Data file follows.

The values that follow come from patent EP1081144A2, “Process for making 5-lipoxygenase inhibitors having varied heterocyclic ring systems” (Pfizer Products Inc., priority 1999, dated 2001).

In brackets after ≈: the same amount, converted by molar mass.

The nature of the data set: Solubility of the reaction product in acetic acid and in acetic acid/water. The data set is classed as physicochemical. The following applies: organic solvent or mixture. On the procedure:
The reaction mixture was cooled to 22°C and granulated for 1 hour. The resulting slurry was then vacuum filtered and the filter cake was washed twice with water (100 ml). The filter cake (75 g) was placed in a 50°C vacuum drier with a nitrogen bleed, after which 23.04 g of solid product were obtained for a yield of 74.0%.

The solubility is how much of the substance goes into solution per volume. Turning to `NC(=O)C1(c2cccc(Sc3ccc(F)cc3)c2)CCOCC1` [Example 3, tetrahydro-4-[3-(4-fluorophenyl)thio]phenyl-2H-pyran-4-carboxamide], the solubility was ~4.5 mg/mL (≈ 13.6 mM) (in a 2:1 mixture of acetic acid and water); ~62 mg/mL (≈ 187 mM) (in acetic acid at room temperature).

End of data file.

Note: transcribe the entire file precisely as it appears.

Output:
The values that follow come from patent EP1081144A2, “Process for making 5-lipoxygenase inhibitors having varied heterocyclic ring systems” (Pfizer Products Inc., priority 1999, dated 2001).

In brackets after ≈: the same amount, converted by molar mass.

The nature of the data set: Solubility of the reaction product in acetic acid and in acetic acid/water. The data set is classed as physicochemical. The following applies: organic solvent or mixture. On the procedure:
The reaction mixture was cooled to 22°C and granulated for 1 hour. The resulting slurry was then vacuum filtered and the filter cake was washed twice with water (100 ml). The filter cake (75 g) was placed in a 50°C vacuum drier with a nitrogen bleed, after which 23.04 g of solid product were obtained for a yield of 74.0%.

The solubility is how much of the substance goes into solution per volume. Turning to `NC(=O)C1(c2cccc(Sc3ccc(F)cc3)c2)CCOCC1` [Example 3, tetrahydro-4-[3-(4-fluorophenyl)thio]phenyl-2H-pyran-4-carboxamide], the solubility was ~4.5 mg/mL (≈ 13.6 mM) (in a 2:1 mixture of acetic acid and water); ~62 mg/mL (≈ 187 mM) (in acetic acid at room temperature).